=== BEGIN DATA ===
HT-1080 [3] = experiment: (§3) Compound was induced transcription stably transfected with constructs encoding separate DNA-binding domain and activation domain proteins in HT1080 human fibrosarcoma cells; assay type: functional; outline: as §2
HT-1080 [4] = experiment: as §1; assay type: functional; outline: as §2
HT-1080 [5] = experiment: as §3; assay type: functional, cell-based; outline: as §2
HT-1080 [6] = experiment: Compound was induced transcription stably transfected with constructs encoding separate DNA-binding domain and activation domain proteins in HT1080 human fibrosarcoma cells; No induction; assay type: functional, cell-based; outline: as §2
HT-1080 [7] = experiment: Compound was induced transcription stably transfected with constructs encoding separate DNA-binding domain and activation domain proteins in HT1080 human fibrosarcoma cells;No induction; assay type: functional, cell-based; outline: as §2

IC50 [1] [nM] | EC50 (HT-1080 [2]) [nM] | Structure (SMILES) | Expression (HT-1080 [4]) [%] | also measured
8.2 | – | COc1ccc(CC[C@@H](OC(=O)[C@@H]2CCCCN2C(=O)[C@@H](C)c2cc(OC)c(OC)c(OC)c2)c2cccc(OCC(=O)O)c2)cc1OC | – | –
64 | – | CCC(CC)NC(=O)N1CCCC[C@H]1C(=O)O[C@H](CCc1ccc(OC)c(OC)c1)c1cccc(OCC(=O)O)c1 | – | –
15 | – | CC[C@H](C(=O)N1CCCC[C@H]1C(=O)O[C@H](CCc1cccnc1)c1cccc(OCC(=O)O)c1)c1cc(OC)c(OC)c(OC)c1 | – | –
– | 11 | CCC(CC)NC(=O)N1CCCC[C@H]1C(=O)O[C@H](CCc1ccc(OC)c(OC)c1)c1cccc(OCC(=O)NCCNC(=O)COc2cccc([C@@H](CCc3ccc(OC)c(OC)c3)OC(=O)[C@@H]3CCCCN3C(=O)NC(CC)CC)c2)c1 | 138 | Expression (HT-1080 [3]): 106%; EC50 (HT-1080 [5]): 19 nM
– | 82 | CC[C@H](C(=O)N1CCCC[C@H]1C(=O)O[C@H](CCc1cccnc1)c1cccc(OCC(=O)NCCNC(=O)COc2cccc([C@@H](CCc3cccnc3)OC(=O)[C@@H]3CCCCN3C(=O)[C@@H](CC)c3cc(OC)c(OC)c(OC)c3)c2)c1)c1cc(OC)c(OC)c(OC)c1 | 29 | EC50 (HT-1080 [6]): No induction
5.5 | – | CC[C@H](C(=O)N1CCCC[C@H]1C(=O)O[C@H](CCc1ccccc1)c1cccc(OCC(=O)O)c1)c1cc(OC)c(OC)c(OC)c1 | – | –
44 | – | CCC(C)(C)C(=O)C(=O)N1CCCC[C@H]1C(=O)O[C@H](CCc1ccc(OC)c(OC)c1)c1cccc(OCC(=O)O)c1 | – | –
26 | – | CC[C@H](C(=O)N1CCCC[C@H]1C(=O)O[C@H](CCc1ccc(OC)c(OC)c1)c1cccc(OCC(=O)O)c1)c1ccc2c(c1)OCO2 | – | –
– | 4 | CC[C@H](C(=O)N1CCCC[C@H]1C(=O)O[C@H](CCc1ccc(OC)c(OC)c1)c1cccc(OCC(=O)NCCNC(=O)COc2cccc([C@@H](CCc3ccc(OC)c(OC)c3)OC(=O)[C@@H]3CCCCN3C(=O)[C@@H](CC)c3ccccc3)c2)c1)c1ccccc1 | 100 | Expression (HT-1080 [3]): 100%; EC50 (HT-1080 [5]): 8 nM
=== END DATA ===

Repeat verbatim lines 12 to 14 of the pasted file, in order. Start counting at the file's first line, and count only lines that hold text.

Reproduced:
5.5 | – | CC[C@H](C(=O)N1CCCC[C@H]1C(=O)O[C@H](CCc1ccccc1)c1cccc(OCC(=O)O)c1)c1cc(OC)c(OC)c(OC)c1 | – | –
44 | – | CCC(C)(C)C(=O)C(=O)N1CCCC[C@H]1C(=O)O[C@H](CCc1ccc(OC)c(OC)c1)c1cccc(OCC(=O)O)c1 | – | –
26 | – | CC[C@H](C(=O)N1CCCC[C@H]1C(=O)O[C@H](CCc1ccc(OC)c(OC)c1)c1cccc(OCC(=O)O)c1)c1ccc2c(c1)OCO2 | – | –